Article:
1. Set your device to accept third-party apps as detailed above.
  2. Using your Android device, tap here to download Flash Player 11 for Android.
  3. When the download is complete, tap it from the notification bar to install.  
  4. Now get a browser for Android that still supports Flash.  Again, that’s pretty much any browser if you’ve got Android 4.0 or lower, but we 4.1 users are limited in our selection:
    • If you’re looking for a free solution, the new Firefox for Android beta supports Flash, but very, very badly; instead I recommend:
    • Throwing down $3 for xScope Browser Pro which supports Flash almost flawlessly.
       

**Let me note that the more Android gets updated, the less stable Flash will be on it.  Flash is very, very slowly being phased out on the web in favor of HTML 5 video solutions, but there will be many sites (most notably for myself: Amazon Instant Video) that will rely on Flash for years to come, so get the most out of it while you can.  Also, since Flash on Android will no longer be updated, any security concerns specific to Flash that crop up from now on will not be addressed, so be sure it’s worth it to you.**

Set Your Device to Auto-Rotate . . . Or Not
Something funny I noticed when using my Nexus 7 for the first time was that it was not set to rotate the screen when I turned the device on its side.  That wouldn’t do for me - reading web pages in portrait mode is abysmal!  If you have a similar experience, or you’d like, for some reason, to turn auto-rotation off, go to Settings, then Accessibility, and check or uncheck the box next to Auto-rotate screen.  

Get a Better Launcher
The launcher is the visible interface of Android that affects how you can interact with your device.  The default Android 4.0 and 4.1 launcher that came with my lovely new Nexus 7 is almost perfect (well, good enough) except for one little thing: a stupid search bar at the top of the home screen - I don’t want it there! It’s just taking up space; if I want to do a search, I’ll launch Chrome, but annoyingly, you cannot remove that search bar with the default launcher.  You might have different gripes about your device’s launcher, but take heart, there’re a lot of them on Google Play to try.  If you’re running Android 4.0 or higher,  go get yourself the Nova Launcher, no question - you can customize it to do pretty much anything. If you’re running an older version of Android, play around with ADW.Launcher, GO Launcher, or Launcher Pro.  Note that when you use a new launcher for the first time, you will have to rebuild your home screens, but if you decide you hate that particular launcher, go to Settings, then Apps to uninstall it and your old launcher will appear just as it was before.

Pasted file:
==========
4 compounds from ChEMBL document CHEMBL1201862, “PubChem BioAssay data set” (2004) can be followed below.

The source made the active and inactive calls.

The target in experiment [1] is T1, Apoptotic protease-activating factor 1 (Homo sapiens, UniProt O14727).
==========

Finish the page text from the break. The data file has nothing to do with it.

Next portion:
Create Folders
A lot of you probably know this tip, but when viewing your apps drawer (the collection of all the apps installed on your device), press and hold an app to bring it to the home screen, then position it where you want and release your finger. Once you’ve got a group of similarly-themed apps on your home screen, press and hold one of them, then drag it on top of another and release.  Tah-dah: you just made a folder.  Use folders to condense multiple home screens worth of apps onto just one screen.  The librarian in me loves it!

Get the Amazon App Store
Although the Amazon App Store and Google Play share very similar catalogs, each one has a few gems the other doesn’t and Amazon gives away a paid app every day so it’s always worth checking out.  To get the Amazon app store go to https://www.amazon.com/app-email using your Android device and run the installer from the notification bar once the download is completed.  You’ll need to make sure that your device is set to accept third-party apps, as detailed above.

It probably needs to be said, I’m not in Amazon’s pocket.  

Get the Amazon MP3 Store
Google is still building its music offerings to match that of Amazon and Apple, but even if it weren’t, Amazon has some serious deals on music.  If you’re a frequent music shopper, go get the official Amazon MP3 app right now!

Honestly, no relationship between me and Amazon!

Upload Your Music to Google
Here! Here's proof that I'm not an Amazon toady - I'm a Google toady! Seriously though, there are three main cloud music services out there right now: Amazon Cloud Player, Apple iCloud, and Google Music.  Each have the merits (well, the latter two have their merits - I think Amazon Cloud Player is a mess despite the excellent selection of its store) but Google lets you store up to 20,000 songs for streaming purposes and each song file can be up to 250MB.  For free.  Just go to https://play.google.com/music/, sign in with the Google account you use with your Android device, click the link to Upload Music and download the Google Music Manager, which, once installed on your computer, will begin the process of uploading your collection.  Please note that depending on the size of your collection and the speed of your connection, this could literally take days. It took two and a half for me.